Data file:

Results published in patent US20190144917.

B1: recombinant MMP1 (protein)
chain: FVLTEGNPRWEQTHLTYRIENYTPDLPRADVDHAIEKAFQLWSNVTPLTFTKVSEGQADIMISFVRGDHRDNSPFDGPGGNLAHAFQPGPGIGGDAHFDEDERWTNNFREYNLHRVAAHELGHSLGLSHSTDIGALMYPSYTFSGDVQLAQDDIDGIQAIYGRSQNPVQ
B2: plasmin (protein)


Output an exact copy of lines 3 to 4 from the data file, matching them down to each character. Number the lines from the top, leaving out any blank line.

chain: FVLTEGNPRWEQTHLTYRIENYTPDLPRADVDHAIEKAFQLWSNVTPLTFTKVSEGQADIMISFVRGDHRDNSPFDGPGGNLAHAFQPGPGIGGDAHFDEDERWTNNFREYNLHRVAAHELGHSLGLSHSTDIGALMYPSYTFSGDVQLAQDDIDGIQAIYGRSQNPVQ
B2: plasmin (protein)